What can we do to educate more people about the dangers of illness and poor health rather than the more immediate issues of safety and accidents?

This is another area where we need to encourage others to do their bit, and the LOCHER project I mentioned before is one example that looks really promising, following the pilot.

HSE has, in the past, developed educational resources, for example on asbestos for colleges – part of the Hidden Killer campaign. We’ve also made videos for welders, stoneworkers and those working in motor vehicle repair (MVR). We have organised safety and health awareness days in particular sectors to bring workers in one place to educate them about the risks and how to best control them.

For example, in MVR we held Safety & Health Awareness Days and we used a technique involving biological monitoring to show workers the impact of exposure on their bodies.

This involves taking urine samples and testing them for the metabolites from isocyanates that are used in paints for motor vehicle paint spraying, and showing them how breathing that stuff in can have an impact on your body and you can measure it in your urine.

The industry has really taken to this approach, because we’ve shown that through educating the workforce, the amount of metabolites in the urine has decreased, and we offer that as a service now for the MVR industry.

We’re also working on a technique to measure silica in exhaled breath.

As well as this, we’re using real time videos showing exposure measurements of when workers are carrying out their day to day activities, like flour dust, kerb cutting, poultry farming.

We have also used case study videos of people who have unfortunately been made ill by their work. One we put on quite recently was about Terry the stoneworker who developed silicosis following his work.

We are working with the CCG and LA in Liverpool on a pilot programme called ‘Healthy Liverpool’ aimed at engaging GPs and other medical practitioners e.g. asthma nurses in primary care, to help educate patients about respiratory health risks associated with their work.

The introduction of the sentencing guidelines is seeing an increase in the fines being handed out to companies being sentenced for health and safety offences. Do you think this will work in acting as a deterrent for companies when employing health and safety systems? Do you think it will have an impact in reducing accidents and ill health?

HSE is committed to the proportionate and consistent use of enforcement action to improve standards of health and safety in the workplace and to hold duty holders to account when they fail to manage health and safety.  Appropriate and consistent sentencing by the courts in England and Wales is a key part of making that enforcement action effective.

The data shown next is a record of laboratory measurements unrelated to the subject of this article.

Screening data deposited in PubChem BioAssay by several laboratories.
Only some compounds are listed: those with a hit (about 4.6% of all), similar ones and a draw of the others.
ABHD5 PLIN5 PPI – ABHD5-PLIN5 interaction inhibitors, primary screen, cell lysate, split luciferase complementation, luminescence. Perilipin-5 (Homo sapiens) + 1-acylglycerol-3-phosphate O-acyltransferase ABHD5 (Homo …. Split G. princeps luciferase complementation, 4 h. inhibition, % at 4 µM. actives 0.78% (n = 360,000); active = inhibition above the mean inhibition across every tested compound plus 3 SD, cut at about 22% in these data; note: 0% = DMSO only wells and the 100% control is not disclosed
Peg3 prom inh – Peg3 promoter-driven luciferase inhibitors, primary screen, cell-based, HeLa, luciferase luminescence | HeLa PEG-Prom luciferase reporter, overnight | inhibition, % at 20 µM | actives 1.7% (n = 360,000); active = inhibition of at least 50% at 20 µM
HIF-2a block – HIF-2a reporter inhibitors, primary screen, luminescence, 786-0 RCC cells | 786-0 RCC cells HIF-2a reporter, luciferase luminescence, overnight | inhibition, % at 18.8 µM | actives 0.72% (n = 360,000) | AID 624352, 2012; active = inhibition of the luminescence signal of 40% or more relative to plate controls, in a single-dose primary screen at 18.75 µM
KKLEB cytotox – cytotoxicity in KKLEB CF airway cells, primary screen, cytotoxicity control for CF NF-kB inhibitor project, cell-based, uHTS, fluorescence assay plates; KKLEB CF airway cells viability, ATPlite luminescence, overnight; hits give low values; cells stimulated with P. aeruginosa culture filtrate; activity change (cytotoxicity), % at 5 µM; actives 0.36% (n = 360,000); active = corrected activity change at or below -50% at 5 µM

HSE welcomed the introduction of a definitive guideline for sentencing health and safety cases to enable the courts to deal consistently with such offences. The guidelines have not changed our policy or approach to the cases which we prosecute.

HSE maintains the view that those who sensibly and proportionately manage their risks will not need to change their approach and are unlikely to face prosecution anyway.

What advice would you give to younger women looking to begin a career in male dominated industries?

  1. First and foremost, choose a career that motivates you. You are at work for a long time, so it’s important to enjoy it!
  2. Develop a network of peers and senior colleagues for support – rather than learn the hard way what works and what doesn’t – learn from successful women. Identify one or two who can advise you.  By observing others you can learn a lot about different styles and approaches to get the best results.
  3. Develop your self-awareness and emotional resilience.
    • Understand your strengths and development needs and work on them
    • Be confident and show it – confident people, no matter what gender, tend to get noticed (but remember there’s a fine line between confidence and arrogance).
  4. Follow your instincts and be consistent / and true to yourself.
    • It can be challenging if you’re the only woman in the room.
    • Find your USP – this is what sets you apart – don’t think you have to conform to others’ preformed views about women – give it your all and make your mark!

Kären Clayton and the HSE will be running a Women in Health and Safety event on 1 February 2017 in Liverpool. 

What makes us susceptible to burnout?

In this episode  of the Safety & Health Podcast, ‘Burnout, stress and being human’, Heather Beach is joined by Stacy Thomson to discuss burnout, perfectionism and how to deal with burnout as an individual, as management and as an organisation.

We provide an insight on how to tackle burnout and why mental health is such a taboo subject, particularly in the workplace.

stress

Related Topics

Subscribe
Notify of
guest
0 Comments
Inline Feedbacks
View all comments